‘Botched Tory economics’ | New mandatory reporting threshold - which workers will it affect?

New mandatory reporting threshold - which workers will it affect?

The government’s change to reporting thresholds is set to impact thousands of businesses around the UK – with experts saying it will mostly harm women and allow ‘big bonus’ CEOs to keep rightful pay from workers.

In a press release issued on Sunday, 2 October, Liz Truss’s Conservative Party government announced that the threshold for the size of companies which are required to report on pay has risen from 250 employees to 500. The press release, entitled ‘Red tape cut for thousands of growing businesses, announced that, “Thousands of UK businesses will be released from reporting requirements and other regulations in the future.”

But what has changed, and what is the reasoning behind it? And more importantly, how will it make working conditions worse for the millions of UK workers it will impact?

In brief:

  • any organisation which employs more than 500 people will not be affected by the change

  • organisations which employ between 250 and 500 people will now be exempt from mandatory reporting (government estimates that this is around 40,000 organisations)

  • businesses with fewer than 500 employees will be released from reporting on things such as the gap between what they pay men and women (gender pay gap) and on what executives earn, including bonuses

  • the government has announced it may move the threshold up further in the future, to organisations with fewer than 1,000 employees exempt from reporting

  • the press release notes that “These are not blanket exemptions, and they can be overridden in appropriate cases”


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While Truss’s team has announced the plans as “boosting productivity and supercharging growth”, the government seems to have either unwittingly or wilfully ignored the huge negative result that this could have on worker’s pay, including gendered pay preferences still steering favourably toward men, and top brass collecting huge bonuses will refusing small pay rises for their workers.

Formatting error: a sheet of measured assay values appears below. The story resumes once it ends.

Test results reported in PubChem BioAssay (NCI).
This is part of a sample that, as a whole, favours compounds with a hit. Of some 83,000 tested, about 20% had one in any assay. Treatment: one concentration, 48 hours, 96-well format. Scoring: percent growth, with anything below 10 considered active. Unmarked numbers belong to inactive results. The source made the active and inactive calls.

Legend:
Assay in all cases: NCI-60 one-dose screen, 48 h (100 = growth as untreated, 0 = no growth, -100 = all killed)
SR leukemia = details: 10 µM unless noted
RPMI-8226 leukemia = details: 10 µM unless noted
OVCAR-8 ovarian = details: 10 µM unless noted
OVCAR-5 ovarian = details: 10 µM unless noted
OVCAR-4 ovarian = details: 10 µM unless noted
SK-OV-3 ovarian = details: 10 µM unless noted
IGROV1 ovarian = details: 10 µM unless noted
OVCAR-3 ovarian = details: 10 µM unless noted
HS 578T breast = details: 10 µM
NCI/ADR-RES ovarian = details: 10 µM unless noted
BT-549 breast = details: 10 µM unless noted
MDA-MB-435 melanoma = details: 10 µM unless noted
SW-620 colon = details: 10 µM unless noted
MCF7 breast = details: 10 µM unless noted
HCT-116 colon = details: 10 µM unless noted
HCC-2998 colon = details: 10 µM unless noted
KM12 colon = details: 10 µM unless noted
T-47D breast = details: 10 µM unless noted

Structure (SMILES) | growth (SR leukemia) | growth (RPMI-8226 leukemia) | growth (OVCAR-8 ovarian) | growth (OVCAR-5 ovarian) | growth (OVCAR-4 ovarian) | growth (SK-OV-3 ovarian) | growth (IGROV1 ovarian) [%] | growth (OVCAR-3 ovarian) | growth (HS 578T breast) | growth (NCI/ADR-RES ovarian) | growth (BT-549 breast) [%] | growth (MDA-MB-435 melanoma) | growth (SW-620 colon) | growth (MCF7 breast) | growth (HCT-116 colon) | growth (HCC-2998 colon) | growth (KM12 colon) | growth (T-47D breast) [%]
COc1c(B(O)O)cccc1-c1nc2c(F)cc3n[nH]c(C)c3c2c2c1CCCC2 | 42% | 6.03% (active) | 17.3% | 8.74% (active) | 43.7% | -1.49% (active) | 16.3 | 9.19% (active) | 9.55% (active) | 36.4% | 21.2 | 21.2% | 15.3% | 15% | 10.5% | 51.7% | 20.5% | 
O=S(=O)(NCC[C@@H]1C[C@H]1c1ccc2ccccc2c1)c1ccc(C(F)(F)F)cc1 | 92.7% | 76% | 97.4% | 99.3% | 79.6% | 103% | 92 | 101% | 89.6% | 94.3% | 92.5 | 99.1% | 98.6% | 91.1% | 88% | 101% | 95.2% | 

A token statement that “The exemption will be applied in a proportionate way to ensure workers’ rights and other standards will be protected” notwithstanding, the government has not addressed the concerns that union bosses, diversity & inclusion specialists – and anyone who wishes to see fairer payments for workers – have raised.

Union and HR expert concerns

Kate Palmer, HR Advice & Consultancy Director at Peninsula, told HR Grapevine, “We must remember that the law on equality is not being removed - the requirement to pay employees equally remains, as does the enforcement system. The introduction of gender pay gap reporting has increased awareness of equal pay over recent years and may have further educated the UK’s workforce on what’s right and what’s not, empowering them to question their employer on any perceived discrepancies.”

Palmer has some stern – and accurate – words of caution, though, for businesses who saw the reporting mandate as something they were forced to do, rather than as an extension of a culture and practice of equality.

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“Businesses will need to ask themselves whether they simply saw the reporting requirement as a tick box exercise or if they embraced it as an essential tool to help them ensure that gender plays no part in pay decisions, either directly or indirectly,” she says.

Palmer continues: “Hopefully, the benefit of the analysis – both in terms of assessing organisational risk as well as the furtherance of equality - has been seen and businesses will continue to voluntarily report, or simply continue analysing their data in house.”

Frances O’Grady, General Secretary for the Trade Unions Congress, was even sterner in her caution to organisations who see this as a relief, saying: “Make no mistake. These changes represent real threats to workers. Yet again we are seeing reckless and cynical deregulation being pushed through with no consultation and no real thought for the impacts on working people.


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“Obligations on businesses which were put in place to help improve the lives of working people, like reporting on gender pay gaps and executive pay ratios, are set to disappear overnight for employers with less than 500 workers,” she explains. “Scrapping gender pay gap reporting for businesses up and down the country risks turning the clock back for women at work. And ditching reporting on pay ratios for these businesses will be a boon to greedy bosses.

O’Grady underlines her distaste for the decision, saying: “Not content with throwing the economy into turmoil, Tory ministers now have their sights set on business and employment regulation too.

“Let’s be clear. It’s not regulation that’s holding business back – it’s botched Tory economics which has led to low pay, depressed demand and continuous uncertainty.”

While this move will certainly give very small businesses some of the time back they spent compiling, analysing and reporting the data, it seems inevitable that bad leaders will use this to, essentially, pay people less.

Do you agree with the move? Let us know in the comments below!



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